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Seattle Journal for Social Justice

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In the opening scene of Steven Spielberg’s 2002 film adaptation of Philip K. Dick’s short story The Minority Report, we see stylistically edited, disjointed images that appear to depict a man murdering two lovers. It is soon made clear that the images are the video representations of precognitive predictions of a future crime that were made by members of a futuristic crime prevention agency.

Later in the film, we see the same man, at home with his wife—the woman he is shown murdering in the earlier images—and it becomes clear that we are watching the last few moments before the predicted murder. While retrieving the daily paper, the husband notices a familiar man standing in the park across the street from the house and becomes suspicious. Instead of leaving for work as he normally would, he hides behind a tree after leaving the house and watches his wife open the door to let this man inside. Unnoticed, the husband follows his wife and her lover upstairs, hiding while they have sex. When he finally reveals himself, he picks up the scissors we have already seen him kill the lovers with, but he is grabbed from behind by the chief of the crime prevention unit just before he lunges at his wife. The police enter the bedroom, and the husband is quickly taken into custody. The chief tells the man: “By mandate of the District of Columbia Precrime Division, I am placing you under arrest for the future-murder of [your wife and her lover] to take place today, April 22nd, at 0800 hours and four minutes.” The man responds, “No, I didn’t do anything. . . . I wasn’t going to do anything!”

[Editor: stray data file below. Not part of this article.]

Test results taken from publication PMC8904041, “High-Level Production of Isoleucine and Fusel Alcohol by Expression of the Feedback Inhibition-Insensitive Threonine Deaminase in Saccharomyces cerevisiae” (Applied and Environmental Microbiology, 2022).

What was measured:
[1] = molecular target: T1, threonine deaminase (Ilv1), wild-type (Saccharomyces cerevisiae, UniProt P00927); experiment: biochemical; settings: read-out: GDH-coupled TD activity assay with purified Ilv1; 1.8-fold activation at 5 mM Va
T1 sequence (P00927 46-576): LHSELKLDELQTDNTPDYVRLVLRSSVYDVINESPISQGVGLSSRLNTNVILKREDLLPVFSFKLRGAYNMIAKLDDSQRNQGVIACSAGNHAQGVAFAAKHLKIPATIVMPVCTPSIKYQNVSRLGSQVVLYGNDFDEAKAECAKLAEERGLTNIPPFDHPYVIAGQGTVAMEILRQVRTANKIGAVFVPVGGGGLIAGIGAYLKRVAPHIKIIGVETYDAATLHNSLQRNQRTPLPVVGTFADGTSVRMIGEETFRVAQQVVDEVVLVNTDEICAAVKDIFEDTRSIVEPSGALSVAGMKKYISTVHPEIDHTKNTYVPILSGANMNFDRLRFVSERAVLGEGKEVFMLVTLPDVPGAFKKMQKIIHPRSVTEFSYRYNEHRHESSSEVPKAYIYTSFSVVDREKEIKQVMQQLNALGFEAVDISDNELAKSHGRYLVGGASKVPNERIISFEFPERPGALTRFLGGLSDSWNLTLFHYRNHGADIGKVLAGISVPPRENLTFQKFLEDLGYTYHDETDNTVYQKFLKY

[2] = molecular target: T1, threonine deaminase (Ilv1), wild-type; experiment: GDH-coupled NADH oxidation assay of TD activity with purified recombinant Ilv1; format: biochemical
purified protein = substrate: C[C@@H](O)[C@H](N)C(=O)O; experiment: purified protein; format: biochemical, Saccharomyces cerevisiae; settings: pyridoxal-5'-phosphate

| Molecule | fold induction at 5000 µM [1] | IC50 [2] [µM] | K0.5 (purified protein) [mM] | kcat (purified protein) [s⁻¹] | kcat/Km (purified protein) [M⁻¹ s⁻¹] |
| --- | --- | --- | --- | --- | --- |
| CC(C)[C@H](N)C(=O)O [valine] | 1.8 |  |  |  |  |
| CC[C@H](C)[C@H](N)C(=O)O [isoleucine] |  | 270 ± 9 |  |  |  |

Later, we see the man has been taken to a detention facility that houses other pre-murderers, all encased in individual glass cells, in a state of permanent suspended animation, forced to eternally relive the video predictions of the crimes they would have committed.

The Minority Report’s fictional, futuristic depiction of a law enforcement unit that prevents predicted crimes before they occur, fanciful as it might seem, bears a striking resemblance to post-9/11 law enforcement and national security policies implemented by the United States government. On June 23, 2006, in Miami, Florida, for example, the Federal Bureau of Investigation (FBI) arrested seven men who belonged to what was described as “a homegrown terrorist cell.” The federal officials asserted that the accused individuals—who would come to be known as the “Liberty City Seven”—intended to carry out domestic terrorist activities, including a “plan” to blow up the Sears Tower in Chicago, Illinois.

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Criminal Law Commons



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